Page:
Airport Security

NLIHC - 1

Image by alexis22578 via Flickr

[This post began February 15, 2011.]

I have a new niece. My brother had surgery on his neck. We have a vacation booked in a few weeks. We fly, of course. So, what does that mean, but Airport Security.

I really hate airport security. I find it intrusive and ineffective. I’m sure someone who is obsessed with security, terrorism, and the like would show me several studies proving how all these measures really make us safer, but I don’t believe it.

The first time I remember airport security was when I was in high school. I had the opportunity to fly to D.C. with fellow classmates in a project called, “Project Close-Up.” It is a week peak at Washington D.C. for teenagers. You are assigned a 20-something Georgetwon grad student (or similar) who serves as your own personal tour guide: taking you to lobbyists, congress, the Smithsonian, teaching us how to use the Metro. It was amazing.

Getting there was even more exciting. It was April. 1995. We had a snowstorm the night before. We had to meet at a school an hour away to bus-pool with a few other schools to Detroit-Wayne County International Airport (DTW). We averaged 30 mph on the freeway. The bus drivers were talking in their radios how they didn’t get much sleep the night before. We slipped and slided, in a big yellow bus, all the way to the airport. My knuckles were white nearly the whole way there.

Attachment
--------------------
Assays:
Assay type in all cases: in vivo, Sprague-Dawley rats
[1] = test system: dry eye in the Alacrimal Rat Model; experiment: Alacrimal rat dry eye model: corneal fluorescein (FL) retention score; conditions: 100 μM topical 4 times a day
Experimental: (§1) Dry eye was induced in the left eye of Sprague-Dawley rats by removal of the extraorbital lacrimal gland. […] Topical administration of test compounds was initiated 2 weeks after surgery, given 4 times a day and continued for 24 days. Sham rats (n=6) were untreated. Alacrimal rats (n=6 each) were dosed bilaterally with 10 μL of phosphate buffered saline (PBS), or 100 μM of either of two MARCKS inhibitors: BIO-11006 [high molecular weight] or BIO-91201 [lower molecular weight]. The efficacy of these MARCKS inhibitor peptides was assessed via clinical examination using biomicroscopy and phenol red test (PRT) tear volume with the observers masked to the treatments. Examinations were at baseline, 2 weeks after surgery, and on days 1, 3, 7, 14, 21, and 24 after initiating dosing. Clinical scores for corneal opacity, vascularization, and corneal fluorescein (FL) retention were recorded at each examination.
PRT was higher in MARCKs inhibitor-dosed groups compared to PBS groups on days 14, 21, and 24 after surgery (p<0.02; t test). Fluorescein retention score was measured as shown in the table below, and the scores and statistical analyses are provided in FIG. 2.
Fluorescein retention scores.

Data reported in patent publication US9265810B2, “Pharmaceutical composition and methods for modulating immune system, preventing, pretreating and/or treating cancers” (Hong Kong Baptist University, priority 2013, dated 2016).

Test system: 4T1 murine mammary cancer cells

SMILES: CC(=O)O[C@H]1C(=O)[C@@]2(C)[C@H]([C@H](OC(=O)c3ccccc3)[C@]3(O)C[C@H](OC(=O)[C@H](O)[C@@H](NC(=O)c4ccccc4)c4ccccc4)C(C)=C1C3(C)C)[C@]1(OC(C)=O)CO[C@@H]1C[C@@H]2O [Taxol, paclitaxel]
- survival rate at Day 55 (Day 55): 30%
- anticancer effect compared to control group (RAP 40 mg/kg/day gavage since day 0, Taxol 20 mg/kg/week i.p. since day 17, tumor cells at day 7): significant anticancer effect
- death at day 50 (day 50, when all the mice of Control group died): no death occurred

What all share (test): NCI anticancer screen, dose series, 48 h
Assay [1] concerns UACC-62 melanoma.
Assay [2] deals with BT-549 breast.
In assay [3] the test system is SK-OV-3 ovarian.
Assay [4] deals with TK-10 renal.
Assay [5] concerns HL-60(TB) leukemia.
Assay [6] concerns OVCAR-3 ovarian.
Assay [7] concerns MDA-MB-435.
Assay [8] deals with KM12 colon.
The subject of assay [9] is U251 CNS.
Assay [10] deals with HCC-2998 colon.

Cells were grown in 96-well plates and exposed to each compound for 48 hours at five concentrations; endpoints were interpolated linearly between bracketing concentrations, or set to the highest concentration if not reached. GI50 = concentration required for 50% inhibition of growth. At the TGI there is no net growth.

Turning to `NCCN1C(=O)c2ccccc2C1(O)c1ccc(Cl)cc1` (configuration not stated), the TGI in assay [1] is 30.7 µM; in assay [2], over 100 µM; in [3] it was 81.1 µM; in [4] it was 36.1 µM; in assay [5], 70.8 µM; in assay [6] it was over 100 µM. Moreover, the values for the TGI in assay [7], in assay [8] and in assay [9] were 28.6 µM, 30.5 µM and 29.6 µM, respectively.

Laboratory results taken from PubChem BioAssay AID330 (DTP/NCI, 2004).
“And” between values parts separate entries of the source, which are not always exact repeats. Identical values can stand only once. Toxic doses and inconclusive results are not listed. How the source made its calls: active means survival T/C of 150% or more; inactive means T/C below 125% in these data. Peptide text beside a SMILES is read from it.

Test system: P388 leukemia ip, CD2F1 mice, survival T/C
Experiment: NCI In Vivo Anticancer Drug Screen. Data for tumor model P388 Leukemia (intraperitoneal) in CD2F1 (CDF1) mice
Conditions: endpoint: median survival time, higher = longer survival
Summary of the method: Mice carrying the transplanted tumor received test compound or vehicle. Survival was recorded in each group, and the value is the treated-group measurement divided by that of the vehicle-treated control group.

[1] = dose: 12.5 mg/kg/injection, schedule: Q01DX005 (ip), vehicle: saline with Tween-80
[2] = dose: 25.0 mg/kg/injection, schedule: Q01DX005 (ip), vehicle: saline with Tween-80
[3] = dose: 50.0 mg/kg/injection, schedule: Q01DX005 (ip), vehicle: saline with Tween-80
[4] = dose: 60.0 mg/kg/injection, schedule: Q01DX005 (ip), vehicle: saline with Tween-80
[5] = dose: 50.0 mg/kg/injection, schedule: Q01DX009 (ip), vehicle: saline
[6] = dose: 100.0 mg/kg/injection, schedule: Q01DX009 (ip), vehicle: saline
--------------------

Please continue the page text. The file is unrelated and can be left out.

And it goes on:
We arrived, with twenty minutes to check into our flight. We had 20 students and teachers in our class.We were rushed to the front of the line. We ran down the cooridor to airport security.

We were waved through. One gal had some metal piece stuck in her ski jacket, and they waved her on after three wand swipes!

Waved us by! That was 1995.

Six years later was, of course, 9/11/01.

In 2004, I flew back to Michigan for a quick 4-day weekend to celebrate my maternal grandfather’s 80th birthday. It was held at the Rock Township hall where most family celebrations were held. To expedite this trip, I needed to fly from Portland to Escanaba. The most cost-effective flight took me from Portland to Denver to Kansas City to Milwaukee finally to Escanaba.

The airport that had the most stringent airport security was both Escanaba and Kansas City. We flew a puddle jumper in and out of Escanaba. Escanaba is a town of 30,000. Kansas City was one of the slowest airports I had ever visited. I came up with a conclusion the day I questioned why Kansas City had airport security at evcry gate and I was rewarded with a pat down for my question. I learned that the smaller, more insignificant hte airport, the more airport security works to validate their job.

I often wonder how that makes us safer. I really don’t think it does.

I believe that knowing our neighbors makes us safer. That means, we need to interact with them, ask them to check our homes while we’re on vacation. We interact with them over fences and on front porches. We wave and smile while they walk by. We don’t have to know them intimately, but enough that they are no longer strangers.

How can we shrink our world so we feel more neighborly in the big airport full of strangers?

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